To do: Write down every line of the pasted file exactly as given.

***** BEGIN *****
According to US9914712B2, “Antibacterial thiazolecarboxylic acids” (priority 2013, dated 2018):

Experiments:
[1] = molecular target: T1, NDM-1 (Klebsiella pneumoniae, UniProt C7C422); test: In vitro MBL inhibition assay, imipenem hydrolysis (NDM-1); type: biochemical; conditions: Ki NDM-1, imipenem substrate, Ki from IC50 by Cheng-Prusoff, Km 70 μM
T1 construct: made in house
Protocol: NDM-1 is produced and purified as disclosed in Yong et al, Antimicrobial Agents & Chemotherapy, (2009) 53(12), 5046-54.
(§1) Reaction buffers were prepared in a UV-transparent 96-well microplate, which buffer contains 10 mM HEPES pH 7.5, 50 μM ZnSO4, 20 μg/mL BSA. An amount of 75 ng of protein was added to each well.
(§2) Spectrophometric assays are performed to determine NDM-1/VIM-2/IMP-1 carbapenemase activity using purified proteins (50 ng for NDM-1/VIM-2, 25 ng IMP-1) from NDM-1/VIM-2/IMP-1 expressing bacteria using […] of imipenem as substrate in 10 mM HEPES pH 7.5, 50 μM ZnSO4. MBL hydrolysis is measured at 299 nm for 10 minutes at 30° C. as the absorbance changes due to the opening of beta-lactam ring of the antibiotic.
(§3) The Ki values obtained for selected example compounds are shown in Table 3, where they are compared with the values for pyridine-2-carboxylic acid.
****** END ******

According to US9914712B2, “Antibacterial thiazolecarboxylic acids” (priority 2013, dated 2018):

Experiments:
[1] = molecular target: T1, NDM-1 (Klebsiella pneumoniae, UniProt C7C422); test: In vitro MBL inhibition assay, imipenem hydrolysis (NDM-1); type: biochemical; conditions: Ki NDM-1, imipenem substrate, Ki from IC50 by Cheng-Prusoff, Km 70 μM
T1 construct: made in house
Protocol: NDM-1 is produced and purified as disclosed in Yong et al, Antimicrobial Agents & Chemotherapy, (2009) 53(12), 5046-54.
(§1) Reaction buffers were prepared in a UV-transparent 96-well microplate, which buffer contains 10 mM HEPES pH 7.5, 50 μM ZnSO4, 20 μg/mL BSA. An amount of 75 ng of protein was added to each well.
(§2) Spectrophometric assays are performed to determine NDM-1/VIM-2/IMP-1 carbapenemase activity using purified proteins (50 ng for NDM-1/VIM-2, 25 ng IMP-1) from NDM-1/VIM-2/IMP-1 expressing bacteria using […] of imipenem as substrate in 10 mM HEPES pH 7.5, 50 μM ZnSO4. MBL hydrolysis is measured at 299 nm for 10 minutes at 30° C. as the absorbance changes due to the opening of beta-lactam ring of the antibiotic.
(§3) The Ki values obtained for selected example compounds are shown in Table 3, where they are compared with the values for pyridine-2-carboxylic acid.